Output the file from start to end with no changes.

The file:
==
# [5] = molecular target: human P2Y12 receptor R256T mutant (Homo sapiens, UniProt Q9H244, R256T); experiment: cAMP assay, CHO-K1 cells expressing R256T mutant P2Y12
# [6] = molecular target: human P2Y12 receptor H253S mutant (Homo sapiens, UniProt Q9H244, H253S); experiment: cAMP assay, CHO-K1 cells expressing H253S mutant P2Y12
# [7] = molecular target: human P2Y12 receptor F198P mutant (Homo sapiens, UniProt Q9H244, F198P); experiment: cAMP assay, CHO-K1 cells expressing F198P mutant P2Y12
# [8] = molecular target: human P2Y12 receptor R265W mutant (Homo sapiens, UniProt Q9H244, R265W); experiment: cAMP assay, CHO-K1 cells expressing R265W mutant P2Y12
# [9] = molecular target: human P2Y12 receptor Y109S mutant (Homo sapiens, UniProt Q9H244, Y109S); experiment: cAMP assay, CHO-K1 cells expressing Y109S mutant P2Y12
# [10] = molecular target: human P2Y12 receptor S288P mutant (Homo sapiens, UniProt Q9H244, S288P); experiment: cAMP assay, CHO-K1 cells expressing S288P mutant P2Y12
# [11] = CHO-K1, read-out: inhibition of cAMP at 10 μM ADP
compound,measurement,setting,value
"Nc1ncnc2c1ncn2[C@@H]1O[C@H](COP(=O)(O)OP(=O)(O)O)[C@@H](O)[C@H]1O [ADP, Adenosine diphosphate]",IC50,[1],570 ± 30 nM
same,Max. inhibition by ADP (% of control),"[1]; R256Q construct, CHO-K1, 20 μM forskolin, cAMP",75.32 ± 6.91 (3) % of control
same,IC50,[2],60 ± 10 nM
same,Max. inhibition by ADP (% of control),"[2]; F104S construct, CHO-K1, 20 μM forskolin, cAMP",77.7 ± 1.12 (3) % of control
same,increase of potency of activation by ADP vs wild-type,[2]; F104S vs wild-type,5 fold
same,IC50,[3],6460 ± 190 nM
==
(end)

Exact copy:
# [5] = molecular target: human P2Y12 receptor R256T mutant (Homo sapiens, UniProt Q9H244, R256T); experiment: cAMP assay, CHO-K1 cells expressing R256T mutant P2Y12
# [6] = molecular target: human P2Y12 receptor H253S mutant (Homo sapiens, UniProt Q9H244, H253S); experiment: cAMP assay, CHO-K1 cells expressing H253S mutant P2Y12
# [7] = molecular target: human P2Y12 receptor F198P mutant (Homo sapiens, UniProt Q9H244, F198P); experiment: cAMP assay, CHO-K1 cells expressing F198P mutant P2Y12
# [8] = molecular target: human P2Y12 receptor R265W mutant (Homo sapiens, UniProt Q9H244, R265W); experiment: cAMP assay, CHO-K1 cells expressing R265W mutant P2Y12
# [9] = molecular target: human P2Y12 receptor Y109S mutant (Homo sapiens, UniProt Q9H244, Y109S); experiment: cAMP assay, CHO-K1 cells expressing Y109S mutant P2Y12
# [10] = molecular target: human P2Y12 receptor S288P mutant (Homo sapiens, UniProt Q9H244, S288P); experiment: cAMP assay, CHO-K1 cells expressing S288P mutant P2Y12
# [11] = CHO-K1, read-out: inhibition of cAMP at 10 μM ADP
compound,measurement,setting,value
"Nc1ncnc2c1ncn2[C@@H]1O[C@H](COP(=O)(O)OP(=O)(O)O)[C@@H](O)[C@H]1O [ADP, Adenosine diphosphate]",IC50,[1],570 ± 30 nM
same,Max. inhibition by ADP (% of control),"[1]; R256Q construct, CHO-K1, 20 μM forskolin, cAMP",75.32 ± 6.91 (3) % of control
same,IC50,[2],60 ± 10 nM
same,Max. inhibition by ADP (% of control),"[2]; F104S construct, CHO-K1, 20 μM forskolin, cAMP",77.7 ± 1.12 (3) % of control
same,increase of potency of activation by ADP vs wild-type,[2]; F104S vs wild-type,5 fold
same,IC50,[3],6460 ± 190 nM